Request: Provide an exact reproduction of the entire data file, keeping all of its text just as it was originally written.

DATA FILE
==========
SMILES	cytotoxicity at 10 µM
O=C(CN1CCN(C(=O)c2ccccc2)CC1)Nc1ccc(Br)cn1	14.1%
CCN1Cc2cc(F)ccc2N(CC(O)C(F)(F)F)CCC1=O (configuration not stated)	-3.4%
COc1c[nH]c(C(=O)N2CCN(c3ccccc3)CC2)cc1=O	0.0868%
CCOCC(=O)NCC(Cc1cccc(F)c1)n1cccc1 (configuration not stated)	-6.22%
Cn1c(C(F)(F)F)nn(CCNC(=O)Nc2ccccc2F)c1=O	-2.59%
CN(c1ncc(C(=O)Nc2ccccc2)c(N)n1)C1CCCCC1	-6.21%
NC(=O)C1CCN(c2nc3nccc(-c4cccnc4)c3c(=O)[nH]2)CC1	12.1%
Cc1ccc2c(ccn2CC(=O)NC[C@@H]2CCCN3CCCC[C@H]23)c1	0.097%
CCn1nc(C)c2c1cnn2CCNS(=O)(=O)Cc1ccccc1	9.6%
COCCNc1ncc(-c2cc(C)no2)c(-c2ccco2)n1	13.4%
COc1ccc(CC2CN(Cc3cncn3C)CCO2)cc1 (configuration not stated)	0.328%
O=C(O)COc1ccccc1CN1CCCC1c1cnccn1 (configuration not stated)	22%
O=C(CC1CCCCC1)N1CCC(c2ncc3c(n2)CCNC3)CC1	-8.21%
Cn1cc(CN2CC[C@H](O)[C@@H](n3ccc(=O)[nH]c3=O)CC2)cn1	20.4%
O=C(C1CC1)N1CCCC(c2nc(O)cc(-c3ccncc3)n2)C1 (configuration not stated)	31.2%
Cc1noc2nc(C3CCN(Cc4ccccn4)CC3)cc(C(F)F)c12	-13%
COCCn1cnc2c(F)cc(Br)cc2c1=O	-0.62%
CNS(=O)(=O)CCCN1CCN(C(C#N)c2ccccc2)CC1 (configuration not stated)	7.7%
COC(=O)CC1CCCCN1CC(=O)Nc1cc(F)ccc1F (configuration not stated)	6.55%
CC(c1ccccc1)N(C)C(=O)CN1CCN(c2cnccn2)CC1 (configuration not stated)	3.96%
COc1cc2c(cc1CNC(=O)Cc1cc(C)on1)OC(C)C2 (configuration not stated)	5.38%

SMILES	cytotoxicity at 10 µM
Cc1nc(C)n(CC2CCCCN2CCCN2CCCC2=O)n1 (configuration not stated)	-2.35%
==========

SMILES	cytotoxicity at 10 µM
O=C(CN1CCN(C(=O)c2ccccc2)CC1)Nc1ccc(Br)cn1	14.1%
CCN1Cc2cc(F)ccc2N(CC(O)C(F)(F)F)CCC1=O (configuration not stated)	-3.4%
COc1c[nH]c(C(=O)N2CCN(c3ccccc3)CC2)cc1=O	0.0868%
CCOCC(=O)NCC(Cc1cccc(F)c1)n1cccc1 (configuration not stated)	-6.22%
Cn1c(C(F)(F)F)nn(CCNC(=O)Nc2ccccc2F)c1=O	-2.59%
CN(c1ncc(C(=O)Nc2ccccc2)c(N)n1)C1CCCCC1	-6.21%
NC(=O)C1CCN(c2nc3nccc(-c4cccnc4)c3c(=O)[nH]2)CC1	12.1%
Cc1ccc2c(ccn2CC(=O)NC[C@@H]2CCCN3CCCC[C@H]23)c1	0.097%
CCn1nc(C)c2c1cnn2CCNS(=O)(=O)Cc1ccccc1	9.6%
COCCNc1ncc(-c2cc(C)no2)c(-c2ccco2)n1	13.4%
COc1ccc(CC2CN(Cc3cncn3C)CCO2)cc1 (configuration not stated)	0.328%
O=C(O)COc1ccccc1CN1CCCC1c1cnccn1 (configuration not stated)	22%
O=C(CC1CCCCC1)N1CCC(c2ncc3c(n2)CCNC3)CC1	-8.21%
Cn1cc(CN2CC[C@H](O)[C@@H](n3ccc(=O)[nH]c3=O)CC2)cn1	20.4%
O=C(C1CC1)N1CCCC(c2nc(O)cc(-c3ccncc3)n2)C1 (configuration not stated)	31.2%
Cc1noc2nc(C3CCN(Cc4ccccn4)CC3)cc(C(F)F)c12	-13%
COCCn1cnc2c(F)cc(Br)cc2c1=O	-0.62%
CNS(=O)(=O)CCCN1CCN(C(C#N)c2ccccc2)CC1 (configuration not stated)	7.7%
COC(=O)CC1CCCCN1CC(=O)Nc1cc(F)ccc1F (configuration not stated)	6.55%
CC(c1ccccc1)N(C)C(=O)CN1CCN(c2cnccn2)CC1 (configuration not stated)	3.96%
COc1cc2c(cc1CNC(=O)Cc1cc(C)on1)OC(C)C2 (configuration not stated)	5.38%

SMILES	cytotoxicity at 10 µM
Cc1nc(C)n(CC2CCCCN2CCCN2CCCC2=O)n1 (configuration not stated)	-2.35%